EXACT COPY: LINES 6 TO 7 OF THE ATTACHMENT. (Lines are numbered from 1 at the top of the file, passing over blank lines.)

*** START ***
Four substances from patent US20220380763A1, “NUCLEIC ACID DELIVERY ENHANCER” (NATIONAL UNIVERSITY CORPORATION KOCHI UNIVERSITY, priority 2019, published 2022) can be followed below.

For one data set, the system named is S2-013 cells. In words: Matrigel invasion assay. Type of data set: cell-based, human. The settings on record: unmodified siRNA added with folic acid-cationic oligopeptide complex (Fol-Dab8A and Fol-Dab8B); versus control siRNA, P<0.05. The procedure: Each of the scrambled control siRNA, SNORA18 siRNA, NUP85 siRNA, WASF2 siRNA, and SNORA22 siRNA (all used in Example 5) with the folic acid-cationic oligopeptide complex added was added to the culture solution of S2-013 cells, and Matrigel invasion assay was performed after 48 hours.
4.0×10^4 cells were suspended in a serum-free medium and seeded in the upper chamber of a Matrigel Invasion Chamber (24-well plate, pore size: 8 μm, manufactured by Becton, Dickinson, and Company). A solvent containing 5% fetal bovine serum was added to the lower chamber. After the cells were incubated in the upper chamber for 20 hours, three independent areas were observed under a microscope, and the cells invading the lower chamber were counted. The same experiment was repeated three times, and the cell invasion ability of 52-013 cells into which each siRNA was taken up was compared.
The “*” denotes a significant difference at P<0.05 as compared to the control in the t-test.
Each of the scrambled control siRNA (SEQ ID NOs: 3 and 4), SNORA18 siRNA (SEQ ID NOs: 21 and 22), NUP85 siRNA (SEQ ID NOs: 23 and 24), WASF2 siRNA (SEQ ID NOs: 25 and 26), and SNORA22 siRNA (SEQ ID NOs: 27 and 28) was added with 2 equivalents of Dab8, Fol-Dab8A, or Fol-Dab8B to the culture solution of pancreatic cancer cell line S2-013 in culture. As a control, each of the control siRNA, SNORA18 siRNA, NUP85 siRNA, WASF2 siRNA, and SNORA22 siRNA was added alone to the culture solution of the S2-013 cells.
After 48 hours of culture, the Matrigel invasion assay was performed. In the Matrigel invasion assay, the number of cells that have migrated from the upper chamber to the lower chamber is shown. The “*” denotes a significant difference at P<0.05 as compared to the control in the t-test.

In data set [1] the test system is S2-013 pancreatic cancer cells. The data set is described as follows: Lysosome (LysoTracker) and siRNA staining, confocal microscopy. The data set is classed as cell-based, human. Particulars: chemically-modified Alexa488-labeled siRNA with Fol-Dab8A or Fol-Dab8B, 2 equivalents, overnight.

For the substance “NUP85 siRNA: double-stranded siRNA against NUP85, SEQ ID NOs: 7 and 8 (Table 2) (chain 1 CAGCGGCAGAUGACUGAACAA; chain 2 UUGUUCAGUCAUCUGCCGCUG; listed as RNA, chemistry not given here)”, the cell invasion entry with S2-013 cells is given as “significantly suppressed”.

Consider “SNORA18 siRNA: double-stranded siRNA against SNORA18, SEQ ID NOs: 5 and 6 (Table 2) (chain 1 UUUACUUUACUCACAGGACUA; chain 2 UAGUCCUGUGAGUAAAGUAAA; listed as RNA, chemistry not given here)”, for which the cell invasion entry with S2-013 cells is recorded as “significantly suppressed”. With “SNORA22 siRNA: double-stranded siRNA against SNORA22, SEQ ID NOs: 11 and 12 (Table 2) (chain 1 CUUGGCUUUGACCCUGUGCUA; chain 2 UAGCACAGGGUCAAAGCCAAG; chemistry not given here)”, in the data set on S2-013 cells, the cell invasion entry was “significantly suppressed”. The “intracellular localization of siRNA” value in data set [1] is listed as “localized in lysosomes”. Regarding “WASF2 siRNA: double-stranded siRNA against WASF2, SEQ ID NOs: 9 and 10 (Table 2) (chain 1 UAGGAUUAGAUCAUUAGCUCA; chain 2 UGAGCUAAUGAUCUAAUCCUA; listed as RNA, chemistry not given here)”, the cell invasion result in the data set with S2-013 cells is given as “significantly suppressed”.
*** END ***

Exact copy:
After 48 hours of culture, the Matrigel invasion assay was performed. In the Matrigel invasion assay, the number of cells that have migrated from the upper chamber to the lower chamber is shown. The “*” denotes a significant difference at P<0.05 as compared to the control in the t-test.

In data set [1] the test system is S2-013 pancreatic cancer cells. The data set is described as follows: Lysosome (LysoTracker) and siRNA staining, confocal microscopy. The data set is classed as cell-based, human. Particulars: chemically-modified Alexa488-labeled siRNA with Fol-Dab8A or Fol-Dab8B, 2 equivalents, overnight.